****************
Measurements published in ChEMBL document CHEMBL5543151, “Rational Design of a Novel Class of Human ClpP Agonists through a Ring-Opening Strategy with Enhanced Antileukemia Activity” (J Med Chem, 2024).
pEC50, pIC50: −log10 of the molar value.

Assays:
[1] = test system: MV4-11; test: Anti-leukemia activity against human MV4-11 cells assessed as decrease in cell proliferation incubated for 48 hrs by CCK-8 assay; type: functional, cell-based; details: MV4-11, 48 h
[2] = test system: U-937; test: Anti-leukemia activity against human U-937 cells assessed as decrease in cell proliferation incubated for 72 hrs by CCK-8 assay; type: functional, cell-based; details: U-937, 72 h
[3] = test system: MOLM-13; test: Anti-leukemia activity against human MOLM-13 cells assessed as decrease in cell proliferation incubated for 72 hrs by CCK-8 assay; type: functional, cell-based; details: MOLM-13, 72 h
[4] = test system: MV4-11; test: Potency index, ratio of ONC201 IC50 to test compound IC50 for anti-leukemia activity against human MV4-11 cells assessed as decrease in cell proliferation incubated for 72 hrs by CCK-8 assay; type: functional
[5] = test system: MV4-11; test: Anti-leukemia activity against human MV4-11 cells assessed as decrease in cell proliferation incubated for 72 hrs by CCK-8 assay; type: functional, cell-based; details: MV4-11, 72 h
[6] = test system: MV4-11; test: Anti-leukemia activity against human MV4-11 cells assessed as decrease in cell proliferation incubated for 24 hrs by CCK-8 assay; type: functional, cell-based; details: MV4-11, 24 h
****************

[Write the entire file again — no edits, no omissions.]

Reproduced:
Measurements published in ChEMBL document CHEMBL5543151, “Rational Design of a Novel Class of Human ClpP Agonists through a Ring-Opening Strategy with Enhanced Antileukemia Activity” (J Med Chem, 2024).
pEC50, pIC50: −log10 of the molar value.

Assays:
[1] = test system: MV4-11; test: Anti-leukemia activity against human MV4-11 cells assessed as decrease in cell proliferation incubated for 48 hrs by CCK-8 assay; type: functional, cell-based; details: MV4-11, 48 h
[2] = test system: U-937; test: Anti-leukemia activity against human U-937 cells assessed as decrease in cell proliferation incubated for 72 hrs by CCK-8 assay; type: functional, cell-based; details: U-937, 72 h
[3] = test system: MOLM-13; test: Anti-leukemia activity against human MOLM-13 cells assessed as decrease in cell proliferation incubated for 72 hrs by CCK-8 assay; type: functional, cell-based; details: MOLM-13, 72 h
[4] = test system: MV4-11; test: Potency index, ratio of ONC201 IC50 to test compound IC50 for anti-leukemia activity against human MV4-11 cells assessed as decrease in cell proliferation incubated for 72 hrs by CCK-8 assay; type: functional
[5] = test system: MV4-11; test: Anti-leukemia activity against human MV4-11 cells assessed as decrease in cell proliferation incubated for 72 hrs by CCK-8 assay; type: functional, cell-based; details: MV4-11, 72 h
[6] = test system: MV4-11; test: Anti-leukemia activity against human MV4-11 cells assessed as decrease in cell proliferation incubated for 24 hrs by CCK-8 assay; type: functional, cell-based; details: MV4-11, 24 h